Talk:gnarly

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Gnarly is one of those slang terms that can be used to mean either good or bad, but I'm a little suspicious of how widespread some of the more specific uses listed are—in particular, "modern or current" and "cantankerous." It might be more of a candidate for RFC, admittedly. --Dajagr 20:46, 10 August 2006 (UTC)

Yes, please move to RFC instead. I've heard those uses colloquially (and therefore guess that citations for them are very numerous.) Def 8 actually should have the word "intricate" in there somewhere. --Connel MacKenzie 00:58, 11 August 2006 (UTC)
Fair enough. Will get that done. --Dajagr 18:25, 11 August 2006 (UTC)

It seems to have been cleaned, tidied and fixed. The rfv tag has been removed. There is a request for pronunciation. I will add this to the talk page, but am not transferring to rfc. Andrew massyn 19:07, 8 September 2006 (UTC)

From RFC[edit]

There are a lot of similar definitions for gnarly, and a number of the example phrases don't really do a lot to clarify the uses. For example, the example provided for "expensive-appearing" is "Look at this gnarly gear," but there's very little to indicate that the usage means "expensive-appearing" as opposed to, say, "very nice," "unkempt, in disrepair," or "modern or current." I'm not sure how possible it would be, but it would be nice to see the definitions collected a little into similar groupings and the addition of some examples that serve to clarify the meanings more distinctly. --Dajagr 18:34, 11 August 2006 (UTC)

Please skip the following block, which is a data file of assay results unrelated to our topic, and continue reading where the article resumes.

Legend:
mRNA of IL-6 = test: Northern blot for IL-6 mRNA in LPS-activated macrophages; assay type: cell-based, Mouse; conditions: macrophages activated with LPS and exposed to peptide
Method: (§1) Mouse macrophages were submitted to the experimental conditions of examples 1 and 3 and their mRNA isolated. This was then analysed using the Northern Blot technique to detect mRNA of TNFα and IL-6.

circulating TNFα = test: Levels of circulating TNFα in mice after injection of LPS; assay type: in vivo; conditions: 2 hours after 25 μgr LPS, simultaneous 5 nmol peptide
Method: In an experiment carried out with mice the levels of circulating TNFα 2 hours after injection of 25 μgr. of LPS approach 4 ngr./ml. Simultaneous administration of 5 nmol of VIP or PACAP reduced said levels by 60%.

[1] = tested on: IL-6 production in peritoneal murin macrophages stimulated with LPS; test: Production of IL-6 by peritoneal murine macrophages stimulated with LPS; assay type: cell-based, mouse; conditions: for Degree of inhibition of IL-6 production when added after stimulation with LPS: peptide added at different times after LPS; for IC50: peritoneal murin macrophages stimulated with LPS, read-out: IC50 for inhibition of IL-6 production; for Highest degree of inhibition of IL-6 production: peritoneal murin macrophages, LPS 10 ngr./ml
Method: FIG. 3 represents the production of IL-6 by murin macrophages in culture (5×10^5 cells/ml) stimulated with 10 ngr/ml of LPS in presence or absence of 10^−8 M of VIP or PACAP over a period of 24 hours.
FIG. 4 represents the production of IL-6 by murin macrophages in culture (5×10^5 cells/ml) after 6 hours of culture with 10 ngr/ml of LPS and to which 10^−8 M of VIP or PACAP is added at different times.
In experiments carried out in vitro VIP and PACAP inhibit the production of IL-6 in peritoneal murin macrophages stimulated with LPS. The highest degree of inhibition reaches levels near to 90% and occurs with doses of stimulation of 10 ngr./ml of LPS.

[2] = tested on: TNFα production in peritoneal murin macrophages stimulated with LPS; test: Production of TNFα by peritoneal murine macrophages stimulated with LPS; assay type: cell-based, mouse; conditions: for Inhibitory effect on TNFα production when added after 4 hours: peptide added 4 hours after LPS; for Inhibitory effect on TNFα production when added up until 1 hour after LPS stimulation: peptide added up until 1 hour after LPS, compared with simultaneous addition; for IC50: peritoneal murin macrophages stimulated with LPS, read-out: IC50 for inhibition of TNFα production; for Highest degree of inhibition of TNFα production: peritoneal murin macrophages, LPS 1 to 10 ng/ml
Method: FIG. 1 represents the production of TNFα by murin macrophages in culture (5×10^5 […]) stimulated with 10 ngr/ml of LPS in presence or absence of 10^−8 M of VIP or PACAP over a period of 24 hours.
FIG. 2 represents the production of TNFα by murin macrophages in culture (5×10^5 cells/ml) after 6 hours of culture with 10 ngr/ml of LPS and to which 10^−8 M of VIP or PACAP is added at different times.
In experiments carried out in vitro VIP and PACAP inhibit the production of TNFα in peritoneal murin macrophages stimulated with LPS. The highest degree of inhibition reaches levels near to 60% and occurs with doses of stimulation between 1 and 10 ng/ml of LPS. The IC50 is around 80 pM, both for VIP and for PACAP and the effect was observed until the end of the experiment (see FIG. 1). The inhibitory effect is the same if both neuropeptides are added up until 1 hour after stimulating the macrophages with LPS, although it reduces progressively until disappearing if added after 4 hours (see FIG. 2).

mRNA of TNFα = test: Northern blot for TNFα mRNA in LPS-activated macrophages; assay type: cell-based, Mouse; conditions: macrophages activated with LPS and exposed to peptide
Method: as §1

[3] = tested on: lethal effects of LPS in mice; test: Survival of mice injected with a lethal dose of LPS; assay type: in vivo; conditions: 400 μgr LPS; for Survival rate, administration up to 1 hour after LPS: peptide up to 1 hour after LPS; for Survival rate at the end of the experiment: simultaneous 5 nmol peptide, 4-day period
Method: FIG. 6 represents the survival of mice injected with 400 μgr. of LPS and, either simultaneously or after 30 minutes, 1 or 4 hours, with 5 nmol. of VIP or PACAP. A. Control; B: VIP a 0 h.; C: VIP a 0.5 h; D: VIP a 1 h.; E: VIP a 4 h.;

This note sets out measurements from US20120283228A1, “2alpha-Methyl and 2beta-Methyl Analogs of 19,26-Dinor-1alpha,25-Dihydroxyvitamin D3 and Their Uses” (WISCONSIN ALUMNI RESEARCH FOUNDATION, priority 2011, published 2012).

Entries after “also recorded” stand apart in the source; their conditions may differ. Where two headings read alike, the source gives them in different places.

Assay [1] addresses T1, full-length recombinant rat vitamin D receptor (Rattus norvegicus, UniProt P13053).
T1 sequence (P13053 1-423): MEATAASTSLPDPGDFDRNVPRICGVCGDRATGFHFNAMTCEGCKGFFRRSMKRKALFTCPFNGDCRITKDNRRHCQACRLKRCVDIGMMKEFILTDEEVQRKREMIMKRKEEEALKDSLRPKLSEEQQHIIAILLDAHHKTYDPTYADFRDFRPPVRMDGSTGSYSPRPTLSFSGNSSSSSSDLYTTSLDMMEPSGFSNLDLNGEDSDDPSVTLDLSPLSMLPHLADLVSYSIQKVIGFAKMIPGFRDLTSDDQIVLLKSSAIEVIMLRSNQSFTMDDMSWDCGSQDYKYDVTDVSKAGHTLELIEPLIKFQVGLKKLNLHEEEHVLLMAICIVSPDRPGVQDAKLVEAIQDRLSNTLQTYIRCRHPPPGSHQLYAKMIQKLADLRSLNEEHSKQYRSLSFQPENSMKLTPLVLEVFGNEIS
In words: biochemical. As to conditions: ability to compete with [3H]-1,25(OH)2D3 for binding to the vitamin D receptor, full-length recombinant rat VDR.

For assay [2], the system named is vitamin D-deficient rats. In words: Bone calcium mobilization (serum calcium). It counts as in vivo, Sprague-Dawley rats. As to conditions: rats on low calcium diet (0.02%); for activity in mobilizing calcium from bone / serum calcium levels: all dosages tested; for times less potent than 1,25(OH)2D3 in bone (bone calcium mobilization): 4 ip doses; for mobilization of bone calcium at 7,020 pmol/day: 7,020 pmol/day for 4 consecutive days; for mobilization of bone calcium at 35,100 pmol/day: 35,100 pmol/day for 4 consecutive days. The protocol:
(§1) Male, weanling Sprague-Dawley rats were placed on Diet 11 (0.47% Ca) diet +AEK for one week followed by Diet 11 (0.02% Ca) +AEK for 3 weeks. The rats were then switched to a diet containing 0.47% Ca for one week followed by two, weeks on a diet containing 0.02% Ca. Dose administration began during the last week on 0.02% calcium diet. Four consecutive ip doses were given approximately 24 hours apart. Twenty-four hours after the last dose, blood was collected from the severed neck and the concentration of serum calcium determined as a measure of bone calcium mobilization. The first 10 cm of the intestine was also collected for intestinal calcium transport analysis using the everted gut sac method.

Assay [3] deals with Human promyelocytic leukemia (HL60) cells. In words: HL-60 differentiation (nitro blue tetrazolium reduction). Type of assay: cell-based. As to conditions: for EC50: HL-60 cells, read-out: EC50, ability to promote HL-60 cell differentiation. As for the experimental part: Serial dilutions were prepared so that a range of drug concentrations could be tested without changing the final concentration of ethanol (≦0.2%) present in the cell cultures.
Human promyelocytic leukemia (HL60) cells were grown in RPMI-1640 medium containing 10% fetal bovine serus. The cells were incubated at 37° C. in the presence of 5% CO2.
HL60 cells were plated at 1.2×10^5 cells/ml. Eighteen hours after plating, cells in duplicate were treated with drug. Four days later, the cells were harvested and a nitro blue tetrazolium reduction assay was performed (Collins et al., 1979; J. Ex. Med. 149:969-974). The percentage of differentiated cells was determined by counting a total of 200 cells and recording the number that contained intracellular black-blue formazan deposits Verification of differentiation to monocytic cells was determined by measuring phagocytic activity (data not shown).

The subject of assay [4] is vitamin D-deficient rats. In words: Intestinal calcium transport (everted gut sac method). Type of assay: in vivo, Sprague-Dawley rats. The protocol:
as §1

+ fixed. Foxjwill 00:16, 12 August 2006 (UTC)

Other meanings[edit]

Isn't there also another meaning of gnarly, meaning - I think either of an outdoor sport, e.g. mountaineering, or of a participant in such a sport - something like 'rugged'. Actually the current definition 2 of 'dangerous' perhaps should be changed to this definition instead (at least, judging by the example given there). 93.96.236.8 21:05, 6 February 2011 (UTC)

US-only slang senses?[edit]

The slang senses are of US origin; I’ve conservatively marked them as US-specific in the absence of non-US sources (as in the Glasgow source for “excellent”). Specifically, I’ve only heard the sense “unpleasant, ugly” from US (especially California/West Coast) street slang – is it used more widely?

—Nils von Barth (nbarth) (talk) 14:16, 21 April 2011 (UTC)